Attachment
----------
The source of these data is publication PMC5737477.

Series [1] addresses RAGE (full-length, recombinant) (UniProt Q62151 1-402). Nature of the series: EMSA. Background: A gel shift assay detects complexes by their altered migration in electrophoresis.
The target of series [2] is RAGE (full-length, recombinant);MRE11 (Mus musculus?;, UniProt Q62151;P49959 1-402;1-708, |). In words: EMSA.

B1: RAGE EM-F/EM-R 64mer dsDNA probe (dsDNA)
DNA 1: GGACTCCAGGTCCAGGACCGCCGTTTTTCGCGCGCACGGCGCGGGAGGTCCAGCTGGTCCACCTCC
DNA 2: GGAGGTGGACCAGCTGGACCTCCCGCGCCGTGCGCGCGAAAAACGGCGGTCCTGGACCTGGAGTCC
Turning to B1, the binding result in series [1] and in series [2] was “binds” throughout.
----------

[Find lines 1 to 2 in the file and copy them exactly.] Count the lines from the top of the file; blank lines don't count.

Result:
The source of these data is publication PMC5737477.

Series [1] addresses RAGE (full-length, recombinant) (UniProt Q62151 1-402). Nature of the series: EMSA. Background: A gel shift assay detects complexes by their altered migration in electrophoresis.